Mozart String Quartets

Written by Anne E. Johnson

A classic recording of Mozart’s six so-called Haydn Quartets has been reissued as part of a box set, and that’s just one of a handful of 2018 releases focused on Mozart’s writing for string quartet.

Mozart’s quartets numbers 14-19 were published together in 1785 and dedicated to Haydn at Mozart’s dad’s urging (Leopold always had a nose for how to further his son’s career). There are good reasons Haydn is known as the father of the string quartet: he invented many techniques to allow four bowed stringed instruments to produce an orchestral range of textures and colors, plus established the four-movement structure (modeled on the symphony) as the genre’s standard. Mozart grabbed those ideas and ran with them.

This 1957 recording by the Juilliard Quartet has now been released as part of an 11-disc set from Sony called Juilliard String Quartet: The Complete Epic Recordings 1956-66. YouTube offers only the original LPs (with surprisingly good rendering of the sound, actually), but you can hear the digital remastering on Spotify:

The Juilliard represents state-of-the-art quartet playing from that time. But keep in mind that this was before the science — or religion, depending on your view — of historically informed performance existed at all, and long before it stretched so far forward in time as to include the late 18th century. The relentless vibrato sounds old fashioned, but once you get used to it, the dramatic intelligence of the interpretation is completely captivating, not to mention that the ensemble playing is so perfect that it’s difficult to believe. Here’s Quartet No. 14 in G major, K. 387:


Another interesting re-release this year is Mozart: The Complete String Quartets by the Leipzig Quartet on DG Gold. The 8-disc set includes all 23 quartets, as well as all four of the first violinists from the Leipzig’s past 18 years. The collection is part of the quartet’s 30th anniversary celebration.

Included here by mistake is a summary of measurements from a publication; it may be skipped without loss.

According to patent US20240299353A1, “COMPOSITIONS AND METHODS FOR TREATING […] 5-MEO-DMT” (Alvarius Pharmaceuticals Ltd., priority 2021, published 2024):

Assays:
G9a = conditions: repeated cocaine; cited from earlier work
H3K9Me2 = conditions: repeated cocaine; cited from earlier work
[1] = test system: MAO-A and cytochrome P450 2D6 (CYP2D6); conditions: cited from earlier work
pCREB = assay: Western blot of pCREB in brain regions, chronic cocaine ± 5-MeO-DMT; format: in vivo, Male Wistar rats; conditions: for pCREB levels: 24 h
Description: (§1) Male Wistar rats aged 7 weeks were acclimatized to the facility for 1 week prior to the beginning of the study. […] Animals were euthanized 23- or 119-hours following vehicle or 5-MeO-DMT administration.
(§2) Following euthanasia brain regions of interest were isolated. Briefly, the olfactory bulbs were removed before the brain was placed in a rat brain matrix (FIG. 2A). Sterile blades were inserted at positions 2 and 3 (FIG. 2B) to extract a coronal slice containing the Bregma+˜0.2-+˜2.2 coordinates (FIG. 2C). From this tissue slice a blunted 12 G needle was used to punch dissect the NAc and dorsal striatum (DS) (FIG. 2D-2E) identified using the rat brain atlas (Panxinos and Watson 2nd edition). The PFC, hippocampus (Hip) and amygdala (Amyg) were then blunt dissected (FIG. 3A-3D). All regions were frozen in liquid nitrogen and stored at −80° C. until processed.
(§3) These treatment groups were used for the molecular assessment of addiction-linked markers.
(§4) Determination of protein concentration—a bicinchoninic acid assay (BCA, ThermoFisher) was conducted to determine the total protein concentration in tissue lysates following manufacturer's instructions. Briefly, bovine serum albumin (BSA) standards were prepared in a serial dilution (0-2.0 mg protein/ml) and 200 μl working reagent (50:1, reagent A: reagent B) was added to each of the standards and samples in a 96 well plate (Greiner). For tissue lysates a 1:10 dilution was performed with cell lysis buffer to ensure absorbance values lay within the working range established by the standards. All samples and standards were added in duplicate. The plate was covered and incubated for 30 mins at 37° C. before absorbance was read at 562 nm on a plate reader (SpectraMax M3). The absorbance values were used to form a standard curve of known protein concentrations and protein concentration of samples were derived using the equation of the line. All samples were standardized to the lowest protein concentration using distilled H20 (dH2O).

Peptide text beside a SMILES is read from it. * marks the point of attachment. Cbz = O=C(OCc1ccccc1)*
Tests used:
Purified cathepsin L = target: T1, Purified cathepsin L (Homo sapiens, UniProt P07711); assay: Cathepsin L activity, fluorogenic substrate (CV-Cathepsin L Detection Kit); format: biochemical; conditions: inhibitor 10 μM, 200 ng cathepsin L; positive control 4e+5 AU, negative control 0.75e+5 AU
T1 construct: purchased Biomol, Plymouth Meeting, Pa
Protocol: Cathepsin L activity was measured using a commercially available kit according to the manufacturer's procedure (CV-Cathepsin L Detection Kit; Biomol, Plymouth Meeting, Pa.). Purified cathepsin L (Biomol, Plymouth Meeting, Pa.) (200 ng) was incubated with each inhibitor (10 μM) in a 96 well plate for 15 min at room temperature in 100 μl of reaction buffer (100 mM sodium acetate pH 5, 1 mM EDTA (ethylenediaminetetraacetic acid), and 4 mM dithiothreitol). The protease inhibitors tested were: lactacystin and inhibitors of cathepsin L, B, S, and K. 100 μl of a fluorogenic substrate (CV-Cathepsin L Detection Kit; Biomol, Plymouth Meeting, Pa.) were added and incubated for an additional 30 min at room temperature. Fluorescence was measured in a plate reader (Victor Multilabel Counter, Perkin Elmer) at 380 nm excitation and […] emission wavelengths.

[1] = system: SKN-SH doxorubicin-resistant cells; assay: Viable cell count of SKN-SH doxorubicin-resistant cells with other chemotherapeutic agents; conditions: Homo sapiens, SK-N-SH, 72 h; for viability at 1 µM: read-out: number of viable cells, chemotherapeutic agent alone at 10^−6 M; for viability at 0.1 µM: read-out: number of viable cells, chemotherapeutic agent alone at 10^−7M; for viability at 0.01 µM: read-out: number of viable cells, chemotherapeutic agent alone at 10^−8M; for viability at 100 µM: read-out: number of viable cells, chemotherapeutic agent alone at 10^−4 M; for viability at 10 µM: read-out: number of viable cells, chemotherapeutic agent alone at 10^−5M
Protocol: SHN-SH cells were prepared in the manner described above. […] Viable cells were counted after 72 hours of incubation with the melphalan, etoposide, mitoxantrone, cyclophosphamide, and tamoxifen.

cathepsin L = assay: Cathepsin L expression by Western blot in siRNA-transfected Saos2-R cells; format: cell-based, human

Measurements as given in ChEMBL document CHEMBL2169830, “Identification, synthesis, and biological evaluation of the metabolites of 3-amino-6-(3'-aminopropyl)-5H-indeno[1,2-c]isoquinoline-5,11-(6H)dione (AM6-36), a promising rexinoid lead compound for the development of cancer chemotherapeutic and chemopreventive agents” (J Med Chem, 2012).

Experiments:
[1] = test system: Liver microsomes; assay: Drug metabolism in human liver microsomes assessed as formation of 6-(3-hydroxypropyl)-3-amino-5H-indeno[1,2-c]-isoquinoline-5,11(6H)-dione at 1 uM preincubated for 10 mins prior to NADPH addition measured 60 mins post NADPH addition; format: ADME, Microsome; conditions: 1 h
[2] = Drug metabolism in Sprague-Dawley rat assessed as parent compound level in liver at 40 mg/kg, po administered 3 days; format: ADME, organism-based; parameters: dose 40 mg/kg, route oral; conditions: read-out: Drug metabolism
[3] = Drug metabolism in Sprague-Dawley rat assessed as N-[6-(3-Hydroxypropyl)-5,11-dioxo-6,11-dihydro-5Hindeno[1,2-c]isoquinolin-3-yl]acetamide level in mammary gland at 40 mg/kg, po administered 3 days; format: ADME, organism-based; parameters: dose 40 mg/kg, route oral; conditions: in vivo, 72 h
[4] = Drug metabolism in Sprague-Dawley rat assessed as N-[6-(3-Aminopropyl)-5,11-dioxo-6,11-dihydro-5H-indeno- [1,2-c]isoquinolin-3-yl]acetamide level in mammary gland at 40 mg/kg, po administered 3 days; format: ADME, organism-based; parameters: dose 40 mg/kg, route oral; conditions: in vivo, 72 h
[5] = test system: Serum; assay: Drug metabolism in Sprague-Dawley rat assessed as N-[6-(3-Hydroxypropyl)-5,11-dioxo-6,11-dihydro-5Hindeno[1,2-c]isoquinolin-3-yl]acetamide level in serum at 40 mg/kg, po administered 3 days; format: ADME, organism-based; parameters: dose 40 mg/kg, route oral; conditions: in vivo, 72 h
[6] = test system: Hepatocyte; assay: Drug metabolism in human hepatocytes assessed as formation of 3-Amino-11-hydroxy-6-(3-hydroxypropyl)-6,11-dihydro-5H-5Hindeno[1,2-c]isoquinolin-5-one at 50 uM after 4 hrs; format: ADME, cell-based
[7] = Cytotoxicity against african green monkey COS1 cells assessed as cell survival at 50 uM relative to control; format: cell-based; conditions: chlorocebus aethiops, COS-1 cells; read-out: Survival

It’s always nice to be reminded of Mozart’s early quartets, which are considered “easy” and therefore don’t get as much professional attention as Nos. 14-23. The Leipzig’s opening of Quartet No. 8 in F major, KV. 168, shows an immediate contrast with the playing style of the Juilliard. Besides the reduced vibrato, there’s a freedom, almost a wildness that keeps each player a separate entity. I’d say it has less to do with performance practice research and more to do with the general 21st century focus on the individual, both in the arts and in every other aspect of life. Whatever the cause, I find the energy effective if not authentic.


The lickety-split pace of the fugal last movement (Allegro) of Quartet No. 13 in D minor is faster than normal. At times it seems rushed, with the Leipzig barely holding it together. Still, there’s a good argument for this tempo: in the Classical period, fourth movements of symphonies and quartets often functioned as fiery showpieces meant to leave the audience gasping.